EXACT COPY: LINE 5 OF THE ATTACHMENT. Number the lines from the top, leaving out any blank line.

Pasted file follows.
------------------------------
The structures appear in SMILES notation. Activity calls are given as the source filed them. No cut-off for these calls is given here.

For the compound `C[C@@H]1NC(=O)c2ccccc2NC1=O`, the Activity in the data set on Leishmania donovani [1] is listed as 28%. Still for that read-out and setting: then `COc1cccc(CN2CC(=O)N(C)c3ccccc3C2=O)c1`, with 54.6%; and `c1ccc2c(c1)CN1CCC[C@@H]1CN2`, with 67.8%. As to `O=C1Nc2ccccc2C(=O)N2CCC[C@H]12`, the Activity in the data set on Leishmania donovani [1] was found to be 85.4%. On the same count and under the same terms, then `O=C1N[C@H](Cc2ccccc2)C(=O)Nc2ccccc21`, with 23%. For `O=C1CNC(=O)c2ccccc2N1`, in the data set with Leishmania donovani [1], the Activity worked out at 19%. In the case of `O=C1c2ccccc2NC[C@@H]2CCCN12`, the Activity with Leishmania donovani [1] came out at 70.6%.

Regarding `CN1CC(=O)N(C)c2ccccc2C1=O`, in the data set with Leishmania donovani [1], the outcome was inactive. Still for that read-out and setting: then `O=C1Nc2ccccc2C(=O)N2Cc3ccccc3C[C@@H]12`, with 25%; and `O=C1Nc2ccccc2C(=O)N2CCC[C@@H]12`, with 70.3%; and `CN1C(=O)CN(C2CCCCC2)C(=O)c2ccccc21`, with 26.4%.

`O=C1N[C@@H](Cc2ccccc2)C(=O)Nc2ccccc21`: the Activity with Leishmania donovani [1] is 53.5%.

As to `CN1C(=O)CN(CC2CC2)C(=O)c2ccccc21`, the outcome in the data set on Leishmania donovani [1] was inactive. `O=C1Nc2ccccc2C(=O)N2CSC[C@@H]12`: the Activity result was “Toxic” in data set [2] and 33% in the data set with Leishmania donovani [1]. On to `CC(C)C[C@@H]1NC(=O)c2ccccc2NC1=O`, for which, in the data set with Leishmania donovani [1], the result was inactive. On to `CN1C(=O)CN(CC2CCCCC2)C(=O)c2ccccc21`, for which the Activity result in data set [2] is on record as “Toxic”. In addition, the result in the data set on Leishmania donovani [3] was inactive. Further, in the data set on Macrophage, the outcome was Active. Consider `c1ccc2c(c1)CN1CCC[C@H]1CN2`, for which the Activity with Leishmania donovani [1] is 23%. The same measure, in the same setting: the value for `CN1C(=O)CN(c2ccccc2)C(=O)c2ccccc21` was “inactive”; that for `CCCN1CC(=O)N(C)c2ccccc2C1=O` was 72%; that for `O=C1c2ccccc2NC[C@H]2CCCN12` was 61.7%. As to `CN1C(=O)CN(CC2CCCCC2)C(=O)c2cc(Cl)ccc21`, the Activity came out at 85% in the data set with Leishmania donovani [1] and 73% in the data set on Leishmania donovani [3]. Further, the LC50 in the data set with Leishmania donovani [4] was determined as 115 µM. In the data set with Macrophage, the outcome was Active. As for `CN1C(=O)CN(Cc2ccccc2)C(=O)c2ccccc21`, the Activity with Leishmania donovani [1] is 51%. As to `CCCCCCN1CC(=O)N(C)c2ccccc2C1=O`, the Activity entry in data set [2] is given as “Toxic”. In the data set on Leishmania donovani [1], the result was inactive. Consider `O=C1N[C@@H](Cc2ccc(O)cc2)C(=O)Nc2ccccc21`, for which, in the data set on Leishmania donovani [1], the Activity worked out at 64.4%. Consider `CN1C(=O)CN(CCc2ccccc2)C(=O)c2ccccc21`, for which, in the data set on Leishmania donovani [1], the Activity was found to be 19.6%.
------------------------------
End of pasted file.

As to `CN1C(=O)CN(CC2CC2)C(=O)c2ccccc21`, the outcome in the data set on Leishmania donovani [1] was inactive. `O=C1Nc2ccccc2C(=O)N2CSC[C@@H]12`: the Activity result was “Toxic” in data set [2] and 33% in the data set with Leishmania donovani [1]. On to `CC(C)C[C@@H]1NC(=O)c2ccccc2NC1=O`, for which, in the data set with Leishmania donovani [1], the result was inactive. On to `CN1C(=O)CN(CC2CCCCC2)C(=O)c2ccccc21`, for which the Activity result in data set [2] is on record as “Toxic”. In addition, the result in the data set on Leishmania donovani [3] was inactive. Further, in the data set on Macrophage, the outcome was Active. Consider `c1ccc2c(c1)CN1CCC[C@H]1CN2`, for which the Activity with Leishmania donovani [1] is 23%. The same measure, in the same setting: the value for `CN1C(=O)CN(c2ccccc2)C(=O)c2ccccc21` was “inactive”; that for `CCCN1CC(=O)N(C)c2ccccc2C1=O` was 72%; that for `O=C1c2ccccc2NC[C@H]2CCCN12` was 61.7%. As to `CN1C(=O)CN(CC2CCCCC2)C(=O)c2cc(Cl)ccc21`, the Activity came out at 85% in the data set with Leishmania donovani [1] and 73% in the data set on Leishmania donovani [3]. Further, the LC50 in the data set with Leishmania donovani [4] was determined as 115 µM. In the data set with Macrophage, the outcome was Active. As for `CN1C(=O)CN(Cc2ccccc2)C(=O)c2ccccc21`, the Activity with Leishmania donovani [1] is 51%. As to `CCCCCCN1CC(=O)N(C)c2ccccc2C1=O`, the Activity entry in data set [2] is given as “Toxic”. In the data set on Leishmania donovani [1], the result was inactive. Consider `O=C1N[C@@H](Cc2ccc(O)cc2)C(=O)Nc2ccccc21`, for which, in the data set on Leishmania donovani [1], the Activity worked out at 64.4%. Consider `CN1C(=O)CN(CCc2ccccc2)C(=O)c2ccccc21`, for which, in the data set on Leishmania donovani [1], the Activity was found to be 19.6%.